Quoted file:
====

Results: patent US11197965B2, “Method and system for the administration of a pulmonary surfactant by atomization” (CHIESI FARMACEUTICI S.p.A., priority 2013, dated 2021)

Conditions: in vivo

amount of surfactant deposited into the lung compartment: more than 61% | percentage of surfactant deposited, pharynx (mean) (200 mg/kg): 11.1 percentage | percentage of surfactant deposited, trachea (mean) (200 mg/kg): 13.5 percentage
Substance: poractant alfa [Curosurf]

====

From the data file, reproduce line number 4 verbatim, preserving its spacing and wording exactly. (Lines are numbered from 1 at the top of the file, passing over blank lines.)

Substance: poractant alfa [Curosurf]